Cat Owners Cautioned as Pet Diagnosed With ‘HIV’ in Nairobi

KENYA – An independent medical laboratory network has called on cat owners living in Kenya to be vigilant after a cat was found infected with a virus that is similar to HIV/AIDS in humans.

The blood of the pet, which was subjected to lab tests by its owner after it exhibited gradual weight loss and lack of energy, was found to have Feline Immunodeficiency Virus (FIV), which is in the same exact family with HIV.

According to one of the pathologists, Dr. Dhaval Shah, the virus may cause the cat-version of AIDS by degrading their immune system, leaving them vulnerable to a host of opportunistic infections.

Dr. Shah has also pointed out that the disease cannot be passed to humans, urging them to protect their pets from the infectious virus through regular screening.

“Humans cannot be infected by FIV, nor can cats be infected by HIV. This discovery should prompt cat owners to protect their cats from exposure to the virus by keeping them indoors and reducing contact with free-roaming cats which tend to carry the virus,” he warned.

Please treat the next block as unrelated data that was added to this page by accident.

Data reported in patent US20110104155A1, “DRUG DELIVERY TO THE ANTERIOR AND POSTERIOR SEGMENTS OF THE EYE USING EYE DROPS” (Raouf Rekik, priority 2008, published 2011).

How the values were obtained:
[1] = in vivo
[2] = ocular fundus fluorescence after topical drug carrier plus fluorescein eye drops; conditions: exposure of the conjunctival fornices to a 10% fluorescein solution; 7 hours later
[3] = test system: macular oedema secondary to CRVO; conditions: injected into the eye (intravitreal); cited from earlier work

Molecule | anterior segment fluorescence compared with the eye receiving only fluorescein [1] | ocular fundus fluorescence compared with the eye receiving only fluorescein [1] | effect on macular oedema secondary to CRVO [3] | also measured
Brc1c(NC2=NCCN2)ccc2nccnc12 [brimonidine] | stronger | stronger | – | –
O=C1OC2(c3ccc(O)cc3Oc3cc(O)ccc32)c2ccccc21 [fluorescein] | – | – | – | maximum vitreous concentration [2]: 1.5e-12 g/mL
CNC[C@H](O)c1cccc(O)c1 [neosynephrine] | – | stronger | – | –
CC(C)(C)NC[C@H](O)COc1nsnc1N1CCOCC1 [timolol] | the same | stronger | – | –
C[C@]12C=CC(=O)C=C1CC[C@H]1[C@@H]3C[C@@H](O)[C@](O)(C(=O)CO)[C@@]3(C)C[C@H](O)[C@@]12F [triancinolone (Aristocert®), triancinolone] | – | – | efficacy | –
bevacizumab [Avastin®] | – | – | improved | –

“The virus is spread between cats through bites during fighting hence cat owners should be vigilant against aggressive or free-roaming cats,” he went on to add.

This is the first case of serologically confirmed FIV that the veterinary community is aware of in Kenya and according to pathologists, cats with FIV exhibit symptoms and signs such as fever, weight loss, lymph node enlargement, loss of weight, diarrhea among others.

The virus, which was first discovered back in 1986 in the University of California, is believed to have affected a section of cats in Kenya and across the world.

Reacting to this development, Kenya Veterinary Association Honorary Secretary, Dr. Kenneth Wameyo, has expressed his concern about the large number of stray cats in the country which can be infected by the virus.

Pathologists are now recommending a wholesome balanced diet and prompt treatment for the infected cats to enhance their quality of life.